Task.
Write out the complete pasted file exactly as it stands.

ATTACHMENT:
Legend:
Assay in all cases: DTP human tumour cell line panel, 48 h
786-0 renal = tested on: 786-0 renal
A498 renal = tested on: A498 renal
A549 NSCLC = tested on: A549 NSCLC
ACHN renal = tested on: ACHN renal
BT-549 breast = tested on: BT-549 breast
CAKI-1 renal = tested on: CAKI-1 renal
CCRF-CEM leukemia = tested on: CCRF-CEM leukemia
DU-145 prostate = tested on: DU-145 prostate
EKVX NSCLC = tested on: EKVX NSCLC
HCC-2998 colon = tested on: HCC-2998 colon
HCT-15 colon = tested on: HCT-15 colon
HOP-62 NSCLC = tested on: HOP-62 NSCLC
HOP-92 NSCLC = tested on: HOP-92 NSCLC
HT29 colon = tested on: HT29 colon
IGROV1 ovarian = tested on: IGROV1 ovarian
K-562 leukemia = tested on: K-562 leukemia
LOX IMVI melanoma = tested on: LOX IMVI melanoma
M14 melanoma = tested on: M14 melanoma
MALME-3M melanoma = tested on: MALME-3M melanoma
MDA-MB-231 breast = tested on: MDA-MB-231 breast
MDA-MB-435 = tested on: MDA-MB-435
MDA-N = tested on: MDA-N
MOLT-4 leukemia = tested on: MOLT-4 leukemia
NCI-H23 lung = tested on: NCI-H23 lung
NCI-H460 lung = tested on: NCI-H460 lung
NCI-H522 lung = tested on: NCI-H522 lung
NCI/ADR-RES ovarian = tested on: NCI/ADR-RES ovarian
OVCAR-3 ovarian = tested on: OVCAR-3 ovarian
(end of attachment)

Legend:
Assay in all cases: DTP human tumour cell line panel, 48 h
786-0 renal = tested on: 786-0 renal
A498 renal = tested on: A498 renal
A549 NSCLC = tested on: A549 NSCLC
ACHN renal = tested on: ACHN renal
BT-549 breast = tested on: BT-549 breast
CAKI-1 renal = tested on: CAKI-1 renal
CCRF-CEM leukemia = tested on: CCRF-CEM leukemia
DU-145 prostate = tested on: DU-145 prostate
EKVX NSCLC = tested on: EKVX NSCLC
HCC-2998 colon = tested on: HCC-2998 colon
HCT-15 colon = tested on: HCT-15 colon
HOP-62 NSCLC = tested on: HOP-62 NSCLC
HOP-92 NSCLC = tested on: HOP-92 NSCLC
HT29 colon = tested on: HT29 colon
IGROV1 ovarian = tested on: IGROV1 ovarian
K-562 leukemia = tested on: K-562 leukemia
LOX IMVI melanoma = tested on: LOX IMVI melanoma
M14 melanoma = tested on: M14 melanoma
MALME-3M melanoma = tested on: MALME-3M melanoma
MDA-MB-231 breast = tested on: MDA-MB-231 breast
MDA-MB-435 = tested on: MDA-MB-435
MDA-N = tested on: MDA-N
MOLT-4 leukemia = tested on: MOLT-4 leukemia
NCI-H23 lung = tested on: NCI-H23 lung
NCI-H460 lung = tested on: NCI-H460 lung
NCI-H522 lung = tested on: NCI-H522 lung
NCI/ADR-RES ovarian = tested on: NCI/ADR-RES ovarian
OVCAR-3 ovarian = tested on: OVCAR-3 ovarian